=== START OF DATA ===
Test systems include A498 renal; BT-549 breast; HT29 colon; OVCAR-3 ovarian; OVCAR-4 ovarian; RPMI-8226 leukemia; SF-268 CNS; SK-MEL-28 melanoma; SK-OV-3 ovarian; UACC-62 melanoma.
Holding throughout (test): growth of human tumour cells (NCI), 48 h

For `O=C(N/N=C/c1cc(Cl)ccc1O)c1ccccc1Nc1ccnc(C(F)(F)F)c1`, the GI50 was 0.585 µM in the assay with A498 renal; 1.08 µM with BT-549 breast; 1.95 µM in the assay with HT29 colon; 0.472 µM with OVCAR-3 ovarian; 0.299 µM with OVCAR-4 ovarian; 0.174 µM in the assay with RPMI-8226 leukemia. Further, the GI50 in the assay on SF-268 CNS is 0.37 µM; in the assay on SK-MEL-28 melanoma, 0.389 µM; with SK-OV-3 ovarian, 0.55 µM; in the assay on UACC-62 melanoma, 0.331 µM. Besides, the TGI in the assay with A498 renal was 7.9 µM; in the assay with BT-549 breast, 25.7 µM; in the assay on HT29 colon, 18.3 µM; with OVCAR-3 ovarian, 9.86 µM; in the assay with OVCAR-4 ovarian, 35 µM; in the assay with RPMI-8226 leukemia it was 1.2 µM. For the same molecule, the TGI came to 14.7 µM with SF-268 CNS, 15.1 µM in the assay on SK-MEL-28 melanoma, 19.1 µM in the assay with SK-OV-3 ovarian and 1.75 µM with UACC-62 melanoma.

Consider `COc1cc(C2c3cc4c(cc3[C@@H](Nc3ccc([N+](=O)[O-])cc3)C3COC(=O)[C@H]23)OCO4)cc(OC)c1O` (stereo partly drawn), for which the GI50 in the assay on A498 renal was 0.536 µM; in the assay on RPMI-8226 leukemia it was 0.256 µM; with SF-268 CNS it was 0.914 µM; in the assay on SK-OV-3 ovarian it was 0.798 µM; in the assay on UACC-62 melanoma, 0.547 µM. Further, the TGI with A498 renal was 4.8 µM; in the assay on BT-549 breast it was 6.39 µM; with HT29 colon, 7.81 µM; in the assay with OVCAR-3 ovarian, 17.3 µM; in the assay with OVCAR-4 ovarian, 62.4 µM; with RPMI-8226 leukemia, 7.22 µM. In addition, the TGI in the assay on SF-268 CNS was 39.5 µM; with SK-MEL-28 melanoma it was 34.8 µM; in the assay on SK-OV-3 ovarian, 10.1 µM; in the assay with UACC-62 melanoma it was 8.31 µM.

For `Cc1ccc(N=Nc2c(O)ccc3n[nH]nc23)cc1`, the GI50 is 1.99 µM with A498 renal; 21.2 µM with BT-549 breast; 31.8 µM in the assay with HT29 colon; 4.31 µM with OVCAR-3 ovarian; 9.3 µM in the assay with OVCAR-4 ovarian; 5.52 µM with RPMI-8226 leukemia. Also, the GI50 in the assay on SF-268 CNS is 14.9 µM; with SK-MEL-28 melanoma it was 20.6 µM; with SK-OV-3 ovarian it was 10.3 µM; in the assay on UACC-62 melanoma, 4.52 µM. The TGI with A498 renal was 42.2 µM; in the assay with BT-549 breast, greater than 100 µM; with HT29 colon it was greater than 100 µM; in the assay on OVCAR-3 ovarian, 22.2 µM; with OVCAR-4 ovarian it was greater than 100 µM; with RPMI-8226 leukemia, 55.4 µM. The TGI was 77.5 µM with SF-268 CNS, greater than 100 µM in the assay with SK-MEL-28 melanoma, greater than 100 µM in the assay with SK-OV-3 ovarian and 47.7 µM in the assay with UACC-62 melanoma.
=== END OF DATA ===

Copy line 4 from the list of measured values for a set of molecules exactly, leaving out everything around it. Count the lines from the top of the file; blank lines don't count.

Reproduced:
Consider `COc1cc(C2c3cc4c(cc3[C@@H](Nc3ccc([N+](=O)[O-])cc3)C3COC(=O)[C@H]23)OCO4)cc(OC)c1O` (stereo partly drawn), for which the GI50 in the assay on A498 renal was 0.536 µM; in the assay on RPMI-8226 leukemia it was 0.256 µM; with SF-268 CNS it was 0.914 µM; in the assay on SK-OV-3 ovarian it was 0.798 µM; in the assay on UACC-62 melanoma, 0.547 µM. Further, the TGI with A498 renal was 4.8 µM; in the assay on BT-549 breast it was 6.39 µM; with HT29 colon, 7.81 µM; in the assay with OVCAR-3 ovarian, 17.3 µM; in the assay with OVCAR-4 ovarian, 62.4 µM; with RPMI-8226 leukemia, 7.22 µM. In addition, the TGI in the assay on SF-268 CNS was 39.5 µM; with SK-MEL-28 melanoma it was 34.8 µM; in the assay on SK-OV-3 ovarian, 10.1 µM; in the assay with UACC-62 melanoma it was 8.31 µM.